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. Last Updated: 07/27/2016

Russia Earmarks Trillions For Coal

The Russian government said it plans to provide at least 9.2 trillion rubles ($5.7 billion) in subsidies to the coal industry this year, escalating the deficit financing that is causing concern among numerous free-market economists.

Earlier this week, President Boris Yeltsin and Prime Minister Viktor Chernomyrdin promised to increase budget spending to industries and agriculture.

The continuing pledges indicate that the government is caving in to pressure to open purse strings and bodes ill for controlling the money supply which some economists have warned could lead to runaway inflation.

Defense Minister Pavel Grachev disclosed Tuesday that Yeltsin had agreed to deliver 2.3 trillion rubles the government owes to military industries within the first three months of this year.

On Thursday, the government started to pay 67 billion rubles in debts to television stations to end a one-day blackout of stations by communications unions protesting nonpayment of wages.

The proposed 9.2 trillion ruble payment to the coal industry, disclosed by Sergei Mironov, an official of the government-owned Russian Coal company, is the second largest promise of allocations made by the government during the current flurry of payment pledges.

Deputy Prime Minister Alexander Zaveryukha, who is in charge of agriculture, said last month that the government would provide 14 trillion rubles in subsidies and cheap credits this year to agriculture. However, Andrei Illarionov, a government adviser who was later fired, said the program could cost as much as 34 trillion rubles. Former Finance Minister Boris Fyodorov, who now is chairman of the parliamentary subcommittee on banks, predicted on Friday that Chernomyrdin's spending promises to the coal industry would lead to higher inflation."I am happy for the miners," Fyodorov said. "But that means that inflation will be 30-35 percent within two months, and we will feel it in our pockets."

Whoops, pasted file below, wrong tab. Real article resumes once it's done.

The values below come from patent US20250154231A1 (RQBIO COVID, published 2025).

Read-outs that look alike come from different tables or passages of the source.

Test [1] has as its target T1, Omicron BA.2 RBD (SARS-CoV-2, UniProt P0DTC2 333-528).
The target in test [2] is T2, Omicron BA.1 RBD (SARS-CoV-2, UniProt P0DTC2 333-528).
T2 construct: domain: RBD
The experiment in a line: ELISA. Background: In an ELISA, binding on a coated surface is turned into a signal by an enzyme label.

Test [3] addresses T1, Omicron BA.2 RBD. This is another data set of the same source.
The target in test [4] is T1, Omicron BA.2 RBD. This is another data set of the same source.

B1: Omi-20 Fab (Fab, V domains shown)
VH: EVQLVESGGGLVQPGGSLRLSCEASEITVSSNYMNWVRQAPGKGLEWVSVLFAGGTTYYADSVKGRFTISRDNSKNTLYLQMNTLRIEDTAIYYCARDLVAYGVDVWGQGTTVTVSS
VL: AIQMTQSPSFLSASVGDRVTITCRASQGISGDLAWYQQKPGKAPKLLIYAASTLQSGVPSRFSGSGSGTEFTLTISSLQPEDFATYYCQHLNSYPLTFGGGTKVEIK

Inflation hit 22 percent in January compared to 12 percent in December.

Fyodorov said the government has relaxed its control of budget spending under pressure from industrial managers, but he added that the government will have no choice but to bring back the tight monetary measures which he advocated as the finance minister.

Chernomyrdin said Yeltsin will announce the 1994 budget Friday and that it will include a big deficit, Reuters reported. Officials have estimated Russia's 1993 budget deficit at between 8 and 10.5 percent of gross domestic product.

Valery Grishin, a press spokesman for the government, said in an interview that Chernomyrdin has held several meetings this week with officials from various industries and supported their demands for quick payment of government debts from last year.

At a meeting with coal industry representatives on Friday morning, Chernomyrdin ordered the acting finance minister, Sergei Dubinin, to urgently pay the rest of the government debts to the coal industry for 1993, Grishin said.

The debts, currently estimated at 120 billion rubles, stem from the government's promises made last year to subsidize the coal industry with 1.1 trillion rubles, according to Mironov, head of the finances and credits department of the Russian Coal Company.

Yeltsin freed coal prices last summer, but the government maintained its promises to support the industry and guarantee part of the miners' wages as well as subsidies for loss-making mines.

The Finance Ministry repeatedly refused to make the promised payments last year, citing cash shortages, which prompted unrest among coal workers.

After the departure of Fyodorov and Economics Minister Yegor Gaidar from the cabinet in January, the government moved swiftly to pay up the debts, delivering within the last two weeks most of the 360 billion rubles owed on Jan. 1.?